Munich, 23 June 1998 (RFE/RL) -- Speaking yesterday in Vienna, NATO Secretary General Javier Solana suggested that
Organization for Security and Cooperation in Europe (OSCE) could issue a mandate for NATO intervention to stop bloodshed in Kosovo. Today, OSCE officials expressed surprise at that suggestion.
Solana made the suggestion at an annual "NATO workshop," which ended today. The workshop was attended by representatives of all NATO
members. Solana discussed the possibility of a U.N. mandate for
intervention in Kosovo, and said the reality was that any such move would almost certainly be vetoed by Russia and possibly by other countries.
Solana then said that in his personal view, a U.N. mandate was
not a prerequisite and NATO could obtain what he called a "suitable mandate" from the OSCE.
NATO officials said Solana's suggestion was based on a decision
taken by the heads of Government of the OSCE states at a summit meeting in Helsinki in July 1992. This said that OSCE could initiate peacekeeping operations in case of conflict with or among participating states to help maintain peace and stability while a political process to resolve the crisis was underway. It added that OSCE could call on NATO, the West European Union or the CIS states for assistance.
Officials at OSCE headquarters in Vienna were hunting through the
records today to discover whether such a possibility was ever discussed at the summit or regular meetings of foreign ministers.
A senior OSCE official today told RFE /RL: "We don't think we have the authority to ask NATO to intervene in Kosovo on behalf of the OSCE. But we are still searching the records and consulting with our experts." The official said that at first glance there appeared to be a number of problems with Solana's suggestion.
The most obvious one is that any such action would require the consensus of all 54 active members, and Russia would almost certainly refuse. Belgrade itself would not be involved because its membership of the OSCE was suspended in July 1992.
Other problems relate to the character of NATO intervention. It would almost certainly fall into the category of "enforcement" operations. OSCE has stressed in several of its documents that it can intervene in conflicts only as a peace-"keeping" force and cannot become involved in peace-"enforcement."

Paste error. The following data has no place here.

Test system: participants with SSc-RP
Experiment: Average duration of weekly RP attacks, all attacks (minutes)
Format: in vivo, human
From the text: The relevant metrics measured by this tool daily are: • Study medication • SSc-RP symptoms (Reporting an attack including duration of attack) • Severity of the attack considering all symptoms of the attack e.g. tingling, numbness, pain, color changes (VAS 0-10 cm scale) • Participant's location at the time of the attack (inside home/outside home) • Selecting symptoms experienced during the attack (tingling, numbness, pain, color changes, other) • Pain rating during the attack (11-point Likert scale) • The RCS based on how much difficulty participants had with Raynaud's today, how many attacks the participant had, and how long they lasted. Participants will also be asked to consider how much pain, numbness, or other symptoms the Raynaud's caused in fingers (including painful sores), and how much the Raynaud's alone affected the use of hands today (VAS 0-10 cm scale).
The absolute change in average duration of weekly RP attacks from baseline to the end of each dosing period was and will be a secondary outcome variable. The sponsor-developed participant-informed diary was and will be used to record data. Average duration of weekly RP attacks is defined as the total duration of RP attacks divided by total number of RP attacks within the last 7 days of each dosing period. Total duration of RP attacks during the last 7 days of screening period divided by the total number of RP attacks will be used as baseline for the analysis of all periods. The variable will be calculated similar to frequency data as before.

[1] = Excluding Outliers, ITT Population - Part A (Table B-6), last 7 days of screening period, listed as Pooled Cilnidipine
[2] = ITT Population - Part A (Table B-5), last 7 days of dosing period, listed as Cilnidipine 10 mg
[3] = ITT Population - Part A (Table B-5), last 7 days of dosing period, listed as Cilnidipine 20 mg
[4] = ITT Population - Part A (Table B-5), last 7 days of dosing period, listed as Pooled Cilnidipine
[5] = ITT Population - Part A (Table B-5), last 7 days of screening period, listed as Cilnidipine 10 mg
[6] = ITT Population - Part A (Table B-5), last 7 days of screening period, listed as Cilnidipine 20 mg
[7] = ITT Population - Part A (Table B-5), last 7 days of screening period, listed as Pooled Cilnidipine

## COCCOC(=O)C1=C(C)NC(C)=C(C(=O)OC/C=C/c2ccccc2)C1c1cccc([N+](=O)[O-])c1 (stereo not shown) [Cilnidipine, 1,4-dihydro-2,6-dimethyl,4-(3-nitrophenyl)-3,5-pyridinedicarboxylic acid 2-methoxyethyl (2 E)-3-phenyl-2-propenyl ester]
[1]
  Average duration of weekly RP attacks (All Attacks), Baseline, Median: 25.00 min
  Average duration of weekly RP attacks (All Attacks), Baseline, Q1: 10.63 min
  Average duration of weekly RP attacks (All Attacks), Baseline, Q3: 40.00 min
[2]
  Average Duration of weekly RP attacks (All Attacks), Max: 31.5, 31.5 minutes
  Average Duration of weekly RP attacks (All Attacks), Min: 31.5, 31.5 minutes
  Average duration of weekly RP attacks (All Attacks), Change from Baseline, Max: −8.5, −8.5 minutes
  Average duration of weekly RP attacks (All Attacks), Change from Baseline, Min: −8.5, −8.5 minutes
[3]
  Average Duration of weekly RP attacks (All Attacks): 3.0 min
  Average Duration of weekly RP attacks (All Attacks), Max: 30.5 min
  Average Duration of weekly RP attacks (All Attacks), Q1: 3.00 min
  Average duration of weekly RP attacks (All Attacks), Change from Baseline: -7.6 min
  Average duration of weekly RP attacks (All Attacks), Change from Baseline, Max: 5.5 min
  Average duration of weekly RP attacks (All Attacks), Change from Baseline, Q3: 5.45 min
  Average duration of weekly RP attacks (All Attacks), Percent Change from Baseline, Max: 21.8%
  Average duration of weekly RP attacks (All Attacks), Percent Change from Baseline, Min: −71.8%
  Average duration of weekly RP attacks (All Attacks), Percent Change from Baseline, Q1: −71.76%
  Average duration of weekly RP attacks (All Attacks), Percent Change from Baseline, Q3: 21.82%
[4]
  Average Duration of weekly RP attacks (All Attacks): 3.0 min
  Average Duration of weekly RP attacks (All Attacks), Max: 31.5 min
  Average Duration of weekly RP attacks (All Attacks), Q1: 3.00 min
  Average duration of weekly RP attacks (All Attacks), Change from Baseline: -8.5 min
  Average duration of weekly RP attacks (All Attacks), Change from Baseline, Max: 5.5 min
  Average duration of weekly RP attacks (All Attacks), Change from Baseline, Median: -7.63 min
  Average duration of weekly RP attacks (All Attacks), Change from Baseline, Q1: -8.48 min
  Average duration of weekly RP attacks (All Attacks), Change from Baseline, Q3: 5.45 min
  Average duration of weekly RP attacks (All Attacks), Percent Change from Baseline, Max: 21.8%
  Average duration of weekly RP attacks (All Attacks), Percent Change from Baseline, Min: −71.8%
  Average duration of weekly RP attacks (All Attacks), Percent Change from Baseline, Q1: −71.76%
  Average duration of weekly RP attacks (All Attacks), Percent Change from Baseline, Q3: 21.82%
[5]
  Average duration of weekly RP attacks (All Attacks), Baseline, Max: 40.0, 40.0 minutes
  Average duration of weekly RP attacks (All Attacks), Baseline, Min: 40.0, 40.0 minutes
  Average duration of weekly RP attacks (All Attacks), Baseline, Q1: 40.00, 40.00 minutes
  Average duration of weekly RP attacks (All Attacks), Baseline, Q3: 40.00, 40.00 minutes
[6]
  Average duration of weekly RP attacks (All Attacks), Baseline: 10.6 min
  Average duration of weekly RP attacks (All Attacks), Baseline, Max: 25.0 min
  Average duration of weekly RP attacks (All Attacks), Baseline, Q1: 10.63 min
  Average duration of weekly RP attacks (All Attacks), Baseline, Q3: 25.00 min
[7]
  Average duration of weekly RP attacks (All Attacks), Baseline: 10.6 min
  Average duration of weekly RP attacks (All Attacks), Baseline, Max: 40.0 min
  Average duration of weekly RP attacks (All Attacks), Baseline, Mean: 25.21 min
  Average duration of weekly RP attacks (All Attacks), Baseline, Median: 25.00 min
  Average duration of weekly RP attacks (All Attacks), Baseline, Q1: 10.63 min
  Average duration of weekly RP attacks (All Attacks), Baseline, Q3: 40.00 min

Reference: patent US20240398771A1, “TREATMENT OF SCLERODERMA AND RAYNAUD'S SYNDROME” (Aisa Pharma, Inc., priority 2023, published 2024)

This view is also reinforced through its links to the United Nations. The OSCE is a regional organization of the United Nations and Chapter Eight of the U.N. Charter says regional organizations may not become involved in "enforcement" operations.
OSCE itself has several times discussed what it can and cannot do
in regard to peacekeeping operations. The OSCE summit meeting in Helsinki in July 1992 declared quite unequivocally that OSCE peacekeeping "will not entail enforcement action."
OSCE's preferences are made clear in the proposals drawn up in
October 1994 for a possible peacekeeping force in Nagorno-Karabakh. The document says the OSCE peacekeeping force will move into the territory only after all fighting has stopped and the opposing forces have withdrawn to agreed boundaries. The Nagorno-Karabakh document says the job of the OSCE would be to help maintain the ceasefire and supervise the withdrawal of heavy weapons to collection areas. The document says: "the peacekeeping force will n-o-t engage in peace enforcement action."
The possibilities of using OSCE as a peacekeeping mechanism in
conflicts in Europe have been frequently discussed in the negotiations in Vienna on a new security model for Europe in the next century. The negotiations are secret, but some of the participants have told RFE/RL that the United States has frequently said OSCE should have a broader mandate.
The U.S. has argued that the 1992 Helsinki statement banning
OSCE from "enforcement" operations is out-of-date and does not reflect the times. The negotiations on the new security model are not expected to conclude until summer next year.
In the meantime, a spokesman told RFE/RL today that the negotiators would not be making any statement on Solana's suggestion.